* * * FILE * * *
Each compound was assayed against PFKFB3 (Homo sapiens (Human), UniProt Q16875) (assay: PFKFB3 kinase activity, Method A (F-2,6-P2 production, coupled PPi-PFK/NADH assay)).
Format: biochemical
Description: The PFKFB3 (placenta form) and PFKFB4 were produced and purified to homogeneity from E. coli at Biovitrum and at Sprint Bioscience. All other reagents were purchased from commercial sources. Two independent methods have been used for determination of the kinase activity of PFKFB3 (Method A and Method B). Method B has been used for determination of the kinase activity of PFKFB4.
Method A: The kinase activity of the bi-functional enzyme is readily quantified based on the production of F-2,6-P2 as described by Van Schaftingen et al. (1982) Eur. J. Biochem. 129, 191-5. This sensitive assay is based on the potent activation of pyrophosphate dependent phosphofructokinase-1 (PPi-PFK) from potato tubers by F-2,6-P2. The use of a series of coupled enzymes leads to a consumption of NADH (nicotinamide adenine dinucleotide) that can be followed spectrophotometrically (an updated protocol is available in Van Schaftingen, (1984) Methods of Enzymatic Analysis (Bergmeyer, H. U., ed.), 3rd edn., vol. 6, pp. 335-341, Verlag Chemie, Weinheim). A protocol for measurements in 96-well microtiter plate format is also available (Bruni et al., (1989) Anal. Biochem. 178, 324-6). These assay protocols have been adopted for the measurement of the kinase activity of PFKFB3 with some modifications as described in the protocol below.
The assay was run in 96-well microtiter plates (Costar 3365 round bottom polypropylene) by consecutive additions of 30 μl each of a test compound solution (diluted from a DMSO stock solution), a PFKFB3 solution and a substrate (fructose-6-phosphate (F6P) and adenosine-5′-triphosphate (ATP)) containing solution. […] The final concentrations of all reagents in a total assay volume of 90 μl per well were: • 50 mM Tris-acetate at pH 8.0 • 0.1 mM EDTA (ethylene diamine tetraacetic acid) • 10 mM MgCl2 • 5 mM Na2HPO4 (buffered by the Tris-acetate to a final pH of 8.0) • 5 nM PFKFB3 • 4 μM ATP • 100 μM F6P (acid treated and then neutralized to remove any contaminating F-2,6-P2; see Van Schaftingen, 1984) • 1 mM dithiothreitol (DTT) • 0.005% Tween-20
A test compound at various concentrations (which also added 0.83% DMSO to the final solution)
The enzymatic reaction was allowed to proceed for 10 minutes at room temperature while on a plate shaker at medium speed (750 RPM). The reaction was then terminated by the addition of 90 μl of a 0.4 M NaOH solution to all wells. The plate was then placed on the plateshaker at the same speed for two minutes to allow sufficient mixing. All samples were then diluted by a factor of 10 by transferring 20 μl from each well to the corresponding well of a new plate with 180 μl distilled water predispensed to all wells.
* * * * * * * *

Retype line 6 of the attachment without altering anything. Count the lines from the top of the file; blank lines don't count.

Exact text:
A test compound at various concentrations (which also added 0.83% DMSO to the final solution)